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Defendants of inflammatory conspiracy in Oath Keepers Jan. 6 case battle prosecutors over violent messages

Washington – Featured Defendant Oathkeeper’s incendiary conspiracy trial The fired inflammatory communications prosecutor says he sent in the days surrounding the case. January 6 Attack on the Capitol He suspects he’s “stupid” and told jurors he wasn’t involved in the riots in an attempt to refute government evidence presented in court on Tuesday.

Thomas Caldwell – 1 of 5 indicted inflammatory conspiracy Currently on trial – He is trying to convince jurors in Washington, D.C. that there is no plan to block the peaceful transfer of power from then-President Donald Trump to then-President-elect Joe Biden on Jan. 6. The government, in its own defense, argues. He also testified that a number of painful health conditions, including chronic back and hip problems, prevented him from posing any kind of threat that day.

David Fischer, a 68-year-old Virginia resident who describes himself as “disabled to walk” because of his health, first became acquainted with the far-right Oath Keepers group in a number of cases after being questioned by his defense attorney. He said it was days later. In the 2020 presidential election, he eventually invited several people to stay at his farm before pro-Trump demonstrations in November 2020, and Washington, DC. acted as a “tour guide” for

Prosecutors suspect that Caldwell and his accomplices, including Oath Keepers founder Stewart Rose, amassed weapons in a Virginia hotel and coordinated their movements through attacks to create a peaceful force of power. Caldwell, a Navy veteran and former FBI agent, and Oath Keeper Despite being in frequent contact with the group between the 2020 election and January 6, Caldwell claims he was never a member of the Oathkeepers. Caldwell has not been charged with actually entering the Capitol.

Capitol Riot Oath Keepers
Members of the Oath Keepers on the East Front of the US Capitol on January 6, 2021 in Washington.

Manuel Barce Seneta / AP

The government coordinated multiple aspects of investigating Caldwell, one of the first high-profile arrests after the riots, to use boats to carry weapons from the group’s Virginia hotel base to Washington, D.C. accused of failing to do so. Caldwell and another Oath Keepers member are discussing just that topic.

“Who’s crazy fancy idea is this,” Caldwell said on Tuesday, describing his reaction to the alleged maritime plans under direct investigation from his attorney. He said he traveled to Washington, D.C. on Jan. 6 to see Trump speak with his wife, Sharon, who testified in court.

That day, the couple headed to the inauguration scaffolding outside the Capitol and were “taking it all in,” he testified. , some of which allegedly advocated violence against Vice President Mike Pence, Nancy Pelosi, and members of Congress. ”

Under cross-examination by Assistant U.S. Attorney Luis Manzo, Caldwell went on to explain that his violent message was merely violent rhetoric, not a call to violent action.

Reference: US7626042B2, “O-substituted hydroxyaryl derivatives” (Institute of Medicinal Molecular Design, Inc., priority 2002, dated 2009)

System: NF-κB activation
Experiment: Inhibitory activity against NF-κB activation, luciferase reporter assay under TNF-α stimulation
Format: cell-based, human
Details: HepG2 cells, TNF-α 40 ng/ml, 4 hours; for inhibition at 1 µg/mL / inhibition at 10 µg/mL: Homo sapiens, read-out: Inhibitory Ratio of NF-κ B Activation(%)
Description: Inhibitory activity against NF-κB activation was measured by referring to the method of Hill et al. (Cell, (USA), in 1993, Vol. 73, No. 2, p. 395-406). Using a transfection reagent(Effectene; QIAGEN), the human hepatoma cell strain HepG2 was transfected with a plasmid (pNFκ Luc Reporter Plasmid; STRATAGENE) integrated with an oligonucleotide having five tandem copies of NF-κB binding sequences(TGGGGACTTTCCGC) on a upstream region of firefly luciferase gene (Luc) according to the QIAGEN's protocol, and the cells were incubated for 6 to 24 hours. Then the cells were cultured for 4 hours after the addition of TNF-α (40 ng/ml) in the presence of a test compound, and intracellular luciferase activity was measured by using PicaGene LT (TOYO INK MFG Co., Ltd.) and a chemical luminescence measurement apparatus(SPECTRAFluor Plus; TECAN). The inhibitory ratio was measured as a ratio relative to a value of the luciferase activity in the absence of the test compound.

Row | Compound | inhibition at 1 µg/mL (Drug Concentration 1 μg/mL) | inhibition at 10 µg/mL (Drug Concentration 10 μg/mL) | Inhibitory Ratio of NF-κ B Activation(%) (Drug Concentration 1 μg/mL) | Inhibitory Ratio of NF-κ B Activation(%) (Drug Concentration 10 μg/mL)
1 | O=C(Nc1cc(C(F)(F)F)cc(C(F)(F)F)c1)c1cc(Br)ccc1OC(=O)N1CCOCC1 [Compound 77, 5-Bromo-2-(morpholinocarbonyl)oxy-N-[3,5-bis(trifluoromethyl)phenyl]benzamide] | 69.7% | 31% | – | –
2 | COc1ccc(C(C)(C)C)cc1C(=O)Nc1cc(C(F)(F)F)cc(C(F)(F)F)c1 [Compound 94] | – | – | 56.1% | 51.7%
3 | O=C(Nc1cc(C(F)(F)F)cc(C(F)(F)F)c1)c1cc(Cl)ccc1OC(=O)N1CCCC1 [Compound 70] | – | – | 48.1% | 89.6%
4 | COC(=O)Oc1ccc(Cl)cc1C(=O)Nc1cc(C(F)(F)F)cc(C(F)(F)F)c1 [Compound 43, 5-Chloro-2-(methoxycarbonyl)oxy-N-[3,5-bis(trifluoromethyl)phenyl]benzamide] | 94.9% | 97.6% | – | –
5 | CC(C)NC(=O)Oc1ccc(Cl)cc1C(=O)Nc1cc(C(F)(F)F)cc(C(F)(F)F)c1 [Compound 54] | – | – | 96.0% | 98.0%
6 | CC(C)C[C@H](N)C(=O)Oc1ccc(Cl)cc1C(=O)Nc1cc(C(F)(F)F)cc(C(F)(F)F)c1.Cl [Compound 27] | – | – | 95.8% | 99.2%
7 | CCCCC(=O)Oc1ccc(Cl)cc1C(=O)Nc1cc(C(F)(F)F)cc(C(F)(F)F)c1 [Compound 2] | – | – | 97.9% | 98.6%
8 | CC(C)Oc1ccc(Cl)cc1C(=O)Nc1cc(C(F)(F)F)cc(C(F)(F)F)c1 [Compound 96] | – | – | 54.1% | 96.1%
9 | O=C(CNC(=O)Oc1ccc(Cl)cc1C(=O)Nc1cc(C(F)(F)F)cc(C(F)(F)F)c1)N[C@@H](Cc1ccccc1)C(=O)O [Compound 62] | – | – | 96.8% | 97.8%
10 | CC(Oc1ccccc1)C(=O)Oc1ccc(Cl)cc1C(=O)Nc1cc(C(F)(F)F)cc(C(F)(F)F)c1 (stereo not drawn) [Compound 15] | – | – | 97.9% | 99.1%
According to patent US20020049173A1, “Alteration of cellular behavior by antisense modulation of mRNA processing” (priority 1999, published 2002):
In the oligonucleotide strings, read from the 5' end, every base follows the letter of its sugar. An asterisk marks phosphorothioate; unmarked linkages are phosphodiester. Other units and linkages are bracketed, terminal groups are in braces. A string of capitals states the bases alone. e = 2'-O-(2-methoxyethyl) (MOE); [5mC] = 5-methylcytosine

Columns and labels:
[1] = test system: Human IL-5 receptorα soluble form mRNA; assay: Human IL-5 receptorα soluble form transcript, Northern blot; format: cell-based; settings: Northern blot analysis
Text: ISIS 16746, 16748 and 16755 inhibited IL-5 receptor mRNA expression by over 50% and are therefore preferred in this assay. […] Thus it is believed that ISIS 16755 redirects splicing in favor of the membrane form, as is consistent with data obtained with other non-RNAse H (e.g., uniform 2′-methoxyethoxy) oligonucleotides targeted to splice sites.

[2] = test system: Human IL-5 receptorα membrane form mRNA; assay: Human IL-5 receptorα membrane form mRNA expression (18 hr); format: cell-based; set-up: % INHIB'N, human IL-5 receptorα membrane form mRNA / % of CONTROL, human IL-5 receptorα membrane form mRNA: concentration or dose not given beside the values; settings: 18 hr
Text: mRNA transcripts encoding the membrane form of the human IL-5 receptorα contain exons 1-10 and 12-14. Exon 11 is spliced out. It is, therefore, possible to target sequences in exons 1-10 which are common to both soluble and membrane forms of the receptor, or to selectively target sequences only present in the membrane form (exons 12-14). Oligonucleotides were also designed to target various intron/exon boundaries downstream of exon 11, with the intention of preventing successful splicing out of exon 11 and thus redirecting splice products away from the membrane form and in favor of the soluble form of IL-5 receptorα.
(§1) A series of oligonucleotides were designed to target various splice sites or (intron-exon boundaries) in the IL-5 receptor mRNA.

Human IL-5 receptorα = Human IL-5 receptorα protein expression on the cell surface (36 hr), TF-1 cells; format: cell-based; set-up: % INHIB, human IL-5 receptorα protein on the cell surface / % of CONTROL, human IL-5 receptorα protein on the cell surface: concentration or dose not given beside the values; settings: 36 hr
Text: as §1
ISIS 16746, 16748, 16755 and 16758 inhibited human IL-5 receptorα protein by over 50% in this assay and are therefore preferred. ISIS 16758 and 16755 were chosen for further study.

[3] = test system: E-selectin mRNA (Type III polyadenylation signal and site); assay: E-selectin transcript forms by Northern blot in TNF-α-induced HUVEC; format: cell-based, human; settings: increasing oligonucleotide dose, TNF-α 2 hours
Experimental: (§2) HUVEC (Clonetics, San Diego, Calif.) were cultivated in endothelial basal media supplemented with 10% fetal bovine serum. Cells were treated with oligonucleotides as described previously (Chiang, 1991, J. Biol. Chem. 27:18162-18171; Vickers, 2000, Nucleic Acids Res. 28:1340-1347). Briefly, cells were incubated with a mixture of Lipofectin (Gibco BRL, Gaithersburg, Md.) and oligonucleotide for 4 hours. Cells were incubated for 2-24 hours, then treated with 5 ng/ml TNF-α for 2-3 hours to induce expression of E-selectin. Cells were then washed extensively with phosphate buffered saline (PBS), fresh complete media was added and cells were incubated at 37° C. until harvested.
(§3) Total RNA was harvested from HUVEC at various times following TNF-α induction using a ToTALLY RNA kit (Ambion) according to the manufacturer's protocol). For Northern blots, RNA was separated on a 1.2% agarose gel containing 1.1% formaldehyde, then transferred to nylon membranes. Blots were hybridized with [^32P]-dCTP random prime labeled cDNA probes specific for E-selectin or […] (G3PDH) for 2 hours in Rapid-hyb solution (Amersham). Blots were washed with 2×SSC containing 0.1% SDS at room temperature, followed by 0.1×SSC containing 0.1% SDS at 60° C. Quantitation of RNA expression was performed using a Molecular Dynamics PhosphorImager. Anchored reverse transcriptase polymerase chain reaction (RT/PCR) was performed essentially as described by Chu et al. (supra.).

Prosecutors presented Caldwell with some of the most violent messages of the time, speaking on topics such as ANTIFA’s “hunt” and their ability to burn Congress to the ground. [they] wanted to”, “executed some traitors”.

Caldwell said on Tuesday that the reference to “hunting” was a euphemism for surveillance and not because the group burned down Congress because it didn’t want to, prosecutors said in a message he sent. Caldwell also said that while the comments about the traitor’s execution were “drastic”, they were made among individuals who knew not to take his violent comments seriously. claimed.

Many of the messages jurors saw on Tuesday were already part of the government’s evidence record and were presented again after Caldwell decided to testify.

Another message shown in court allegedly showed Caldwell and another man discussing on Jan. 1, 2021 that Pence wants to overturn the election results.

“If he wants to live until Friday, he better be dignified,” prosecutors claimed Caldwell replied. ‘ and said the recipient understood that it was written as a joke.

According to other messages displayed in court on Tuesday after the Jan. 6 events, the defendants called the day a “good time” and referred to an “assault” on the Capitol.

“It’s as outrageous as the accusations against me,” Caldwell countered on Tuesday. At one point, he giggled about receiving a message discussing violence against Democrats and exclaimed, “What a goof” about the creator of the message.

Despite controversy over the message and the violent language used – which he dismissed – Caldwell did not conspire against Congress, did not coordinate any of the Capitol’s violations, He claimed he was never a member of the Oathkeeper.

He was the second of five defendants currently on trial to run for office.Last week, Rhodes himself testified He said the group had no plans to actually enter the Capitol, but was instead there to provide security for the day, the Oathkeeper’s general defense during the trial.

“Our goal was to make sure no one got caught in the Charlie Foxtrot around the Capitol,” Rhodes testified last week. But prosecutors argued their evidence showed he and his accomplices were part of a months-long conspiracy to use force to keep Trump presidency. .

Prosecutors and Rhodes also debated the interpretation of the messages and communications, and his attorney previously dismissed the inflammatory and violent language as “bravado.”

The seditious conspiracy trial is now in its seventh week, with closing arguments due soon.

https://www.cbsnews.com/news/oath-keepers-seditious-conspiracy-defendant-thomas-caldwell-testifies-today-2022-11-15/ Defendants of inflammatory conspiracy in Oath Keepers Jan. 6 case battle prosecutors over violent messages

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